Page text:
Count data sometimes exhibit a greater proportion of zero counts than is consistent with the data having been generated by a simple Poisson or negative binomial process. For example, a preponderance of zero counts have been observed in data that record the number of automobile accidents per driver, the number of criminal acts per person, the number of derogatory credit reports per person, the number of incidences of a rare disease in a population, and the number of defects in a manufacturing process, just to name a few.
Failure to properly account for the excess zeros constitutes a model misspecification that can result in biased or inconsistent estimators. Zero-inflated count models provide one method to explain the excess zeros by modeling the data as a mixture of two separate distributions: one distribution is typically a Poisson or negative binomial distribution that can generate both zero and nonzero counts, and the second distribution is a constant distribution that generates only zero counts.
When the underlying count distribution is a Poisson distribution, the mixture is called a zero-inflated Poisson ZIP distribution; when the underlying count distribution is a negative binomial distribution, the mixture is called a zero-inflated negative binomial ZINB distribution. Count data that have an incidence of zeros greater than expected for the underlying probability distribution can be modeled with a zero-inflated distribution.
The population is considered to consist of two subpopulations. Observations drawn from the first subpopulation are realizations of a random variable that typically has either a Poisson or negative binomial distribution, which might contain zeros. Observations drawn from the second subpopulation always provide a zero count. Suppose the mean of the underlying Poisson or negative binomial distribution is and the probability of an observation being drawn from the constant distribution that always generates zeros is.
The parameter is often called the zero-inflation probability. The parameters and can be modeled as functions of linear predictors. The log link function is typically used for. The excess zeros are a form of overdispersion. Fitting a zero-inflated Poisson model can account for the excess zeros, but there are also other sources of overdispersion that must be considered.
If there are sources of overdispersion that cannot be attributed to the excess zeros, failure to account for them constitutes a model misspecification, which results in biased standard errors.
If this is an invalid assumption, the data exhibit overdispersion or underdispersion. A useful diagnostic tool that can aid you in detecting overdispersion is the Pearson chi-square statistic. This statistic, under certain regularity conditions, has a limiting chi-square distribution, with degrees of freedom equal to the number of observations minus the number of parameters estimated.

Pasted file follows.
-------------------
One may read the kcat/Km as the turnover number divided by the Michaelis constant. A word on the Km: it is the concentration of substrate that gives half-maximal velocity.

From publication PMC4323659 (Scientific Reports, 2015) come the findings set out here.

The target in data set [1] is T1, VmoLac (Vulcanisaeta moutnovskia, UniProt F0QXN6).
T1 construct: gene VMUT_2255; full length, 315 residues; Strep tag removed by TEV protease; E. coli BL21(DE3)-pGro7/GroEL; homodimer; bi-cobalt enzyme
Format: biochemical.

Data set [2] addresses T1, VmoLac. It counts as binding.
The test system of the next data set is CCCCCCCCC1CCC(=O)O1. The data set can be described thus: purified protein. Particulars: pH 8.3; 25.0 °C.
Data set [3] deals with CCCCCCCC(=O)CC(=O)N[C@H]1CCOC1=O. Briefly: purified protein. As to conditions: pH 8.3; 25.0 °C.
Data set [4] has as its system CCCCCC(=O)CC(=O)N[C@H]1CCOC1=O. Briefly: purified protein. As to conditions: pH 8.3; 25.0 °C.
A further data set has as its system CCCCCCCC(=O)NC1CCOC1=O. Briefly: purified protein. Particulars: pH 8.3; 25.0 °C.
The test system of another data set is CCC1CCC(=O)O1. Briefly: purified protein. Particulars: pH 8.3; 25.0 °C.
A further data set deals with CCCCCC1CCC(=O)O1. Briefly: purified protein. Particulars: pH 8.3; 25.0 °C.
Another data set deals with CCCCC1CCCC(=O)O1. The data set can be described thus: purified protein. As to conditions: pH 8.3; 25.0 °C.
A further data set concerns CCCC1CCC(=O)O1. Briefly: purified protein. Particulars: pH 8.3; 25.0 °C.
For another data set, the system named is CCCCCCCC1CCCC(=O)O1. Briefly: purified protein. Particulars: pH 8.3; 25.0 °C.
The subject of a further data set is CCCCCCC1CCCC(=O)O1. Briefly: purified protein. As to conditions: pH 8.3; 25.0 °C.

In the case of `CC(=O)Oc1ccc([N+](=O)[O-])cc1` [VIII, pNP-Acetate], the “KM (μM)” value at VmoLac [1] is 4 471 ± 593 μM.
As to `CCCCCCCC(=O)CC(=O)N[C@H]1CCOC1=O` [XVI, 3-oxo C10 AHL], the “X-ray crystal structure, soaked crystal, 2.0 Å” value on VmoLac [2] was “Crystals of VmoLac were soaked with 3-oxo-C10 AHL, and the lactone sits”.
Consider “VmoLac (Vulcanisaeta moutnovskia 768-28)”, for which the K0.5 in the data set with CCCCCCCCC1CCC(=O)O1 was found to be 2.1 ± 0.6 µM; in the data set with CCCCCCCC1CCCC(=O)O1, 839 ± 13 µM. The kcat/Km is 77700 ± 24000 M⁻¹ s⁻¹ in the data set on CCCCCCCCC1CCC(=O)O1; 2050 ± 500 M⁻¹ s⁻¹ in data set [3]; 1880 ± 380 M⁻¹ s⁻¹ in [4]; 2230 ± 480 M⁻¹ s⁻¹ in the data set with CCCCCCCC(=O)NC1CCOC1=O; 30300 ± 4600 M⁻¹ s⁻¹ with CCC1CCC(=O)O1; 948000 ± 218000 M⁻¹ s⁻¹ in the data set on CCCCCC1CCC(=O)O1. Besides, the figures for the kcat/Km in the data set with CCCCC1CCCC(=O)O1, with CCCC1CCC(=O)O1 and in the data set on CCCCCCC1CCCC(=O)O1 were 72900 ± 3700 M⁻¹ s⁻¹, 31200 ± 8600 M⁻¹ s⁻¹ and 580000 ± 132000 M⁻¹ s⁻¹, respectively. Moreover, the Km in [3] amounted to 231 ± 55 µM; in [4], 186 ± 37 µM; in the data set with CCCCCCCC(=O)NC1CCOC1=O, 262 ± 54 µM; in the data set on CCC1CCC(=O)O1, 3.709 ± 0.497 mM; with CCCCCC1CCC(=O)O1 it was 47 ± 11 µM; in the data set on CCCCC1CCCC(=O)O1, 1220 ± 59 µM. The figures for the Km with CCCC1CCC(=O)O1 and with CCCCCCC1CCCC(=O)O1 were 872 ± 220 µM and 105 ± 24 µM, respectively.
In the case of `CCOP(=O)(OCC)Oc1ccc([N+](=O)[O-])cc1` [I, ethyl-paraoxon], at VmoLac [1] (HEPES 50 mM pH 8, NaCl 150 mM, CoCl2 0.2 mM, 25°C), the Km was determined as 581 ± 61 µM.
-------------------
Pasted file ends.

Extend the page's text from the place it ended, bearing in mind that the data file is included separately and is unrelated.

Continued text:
Comparing the computed Pearson chi-square statistic to an appropriate quantile of a chi-square distribution with degrees of freedom constitutes a test for overdispersion. If overdispersion is detected, the ZINB model often provides an adequate alternative. The probability distribution of a zero-inflated negative binomial random variable Y is given by.
Because the ZINB model assumes a negative binomial distribution for the first component of the mixture, it has a more flexible variance function.
Thus it provides a means to account for overdispersion that is not due to the excess zeros. However, the negative binomial, and thus the ZINB model, achieves this additional flexibility at the cost of an additional parameter.
Thus, if you fit a ZINB model when there is no overdispersion, the parameter estimates are less efficient compared to the more parsimonious ZIP model. If the ZINB model does not fully account for the overdispersion, more flexible mixture models can be considered. Consider a horticultural experiment to study the number of roots produced by a certain species of apple tree.
The objective is to assess the effect of both the photoperiod and the concentration levels of BAP on the number of roots produced. The analysis begins with a graphical inspection of the data.When the dependent variable is a non-negative count variable, the standard OLS regression is no longer valid.
Typically, the Poisson regression or some variation of it is used to analyze such count data. Poisson regression fits models of the number of occurrences counts of an event where it is assumed that the number of occurrences follow a Poisson distribution. The Poisson distribution has been applied to diverse events with the following basic assumptions:.
With these assumptions, to find the probability of k events in an exposure of size Eone divides E into n sub-intervals, and approximate the answer as the binomial probability of observing k successes in n trials. By letting n to be arbitrarily large, one obtains the Poisson distribution. We want to understand how the deaths of the children changes with age of the children.
Before we run a Poisson regression, generate logexposure as natural log of exposure. Often in Poisson regressions, one is interested in comparing the incidence rates. This is easily done by calculating incidence-rate ratios IRR. The option irr tells STATA to report the incidence-rate ratios exp b 1 and exp b 2 instead of the coefficients b 1 and b 2. Similar to a Poisson regression, in a Negative Binomial regression the dependent count variable is believed to be generated by a Poisson-like process, except that the variation is greater than that of a true Poisson.
This extra variation is referred to as overdispersionwhich may arise due to an omitted explanatory variable. We refer to v as the overdispersion parameter. The larger v is, the greater the overdispersion. Lets, return to the above example. Suppose, we think in our example that the overdispersion varies across cohorts. Else stick with the Poisson model.
In this case, the p-value is very small so, the Poisson model is inappropriate for our example. Sometimes the count of zeros in a sample is much larger than the count of any other frequency. In other words, the number of zeros are inflated. In that case, instead of using the ordinary negative binomial or Poisson regression, one should run the Zero-Inflated Negative Binomial model.